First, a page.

It’s been fairly chilly here the last few months and apparently delicas break pretty easily when they’re cold, so I haven’t been able to get much beadwork done. While I wait for spring (maybe further off than I thought as I sit here watching the hail outside!) I’ve been trying to organise my “in-progress” beadwork… a large proportion of which is half-finished test pieces that I don’t want to take apart, but aren’t really anything useful and seem destined to sit in a box forever.

Occasionally however I do manage to make a test piece into an actual object – if only to feel like I’ve achieved something! This one is a small trinket pot I made out of a test piece for an idea about cellini horns a couple of years ago:

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The spikes are just Contemporary Geometric Beadwork half-horns – that is, a side incease (wing) that then gets stitched together along its top, instead of decreasing back to the main work like you would for a horn. The spirals all meet at the right place on the join, but don’t quite line up how I’d like where the half-horn meets the rest of the beadwork – if I ever make these again I need to sit down and work out how to get the counts completely correct so there’s a smooth transition to the rest of the work.

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It started out like a very small CGB bangle, a plain tubular piece of peyote from a MRAW start. The transition from circular at the base to square at the top is entirely the result of the cellini spirals changing the shape of the beadwork!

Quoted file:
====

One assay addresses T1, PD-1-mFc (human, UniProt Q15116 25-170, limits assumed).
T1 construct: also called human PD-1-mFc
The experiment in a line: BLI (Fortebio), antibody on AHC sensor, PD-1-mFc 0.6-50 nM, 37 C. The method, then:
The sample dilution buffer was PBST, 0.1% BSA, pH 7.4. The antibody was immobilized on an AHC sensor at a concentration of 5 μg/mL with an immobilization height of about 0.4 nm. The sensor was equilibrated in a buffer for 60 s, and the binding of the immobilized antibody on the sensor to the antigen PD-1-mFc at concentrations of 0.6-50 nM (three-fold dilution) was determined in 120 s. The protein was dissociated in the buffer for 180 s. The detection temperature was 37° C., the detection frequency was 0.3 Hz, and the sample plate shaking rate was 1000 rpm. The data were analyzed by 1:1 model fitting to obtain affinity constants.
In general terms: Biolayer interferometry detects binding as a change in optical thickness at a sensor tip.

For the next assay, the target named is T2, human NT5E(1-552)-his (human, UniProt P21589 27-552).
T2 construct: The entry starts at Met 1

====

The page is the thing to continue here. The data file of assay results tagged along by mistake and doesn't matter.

I made it into a trinket pot by just adding a few rows of size 11 and 15 seed beads to the MRAW start at the bottom (like the back of a bezel), as well as a row of 15s at the top. I then cut out a piece of card the right size and stuck some grey suede to either side to make the base:

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I’m not sure that cellini horns have much of a future as a bangle idea, but a thinner piece could make a pretty interesting pendant!

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It is unfortunately a bit lopsided. I probably wouldn’t use matte beads for the sides again, they seem to result in a fabric which doesn’t have much flexibility – a bit of a problem since the cellini horns cause the beadwork to warp significantly! Still, I think it looks pretty neat:

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It’s also a nice spring colour – like green shoots emerging from the winter ground!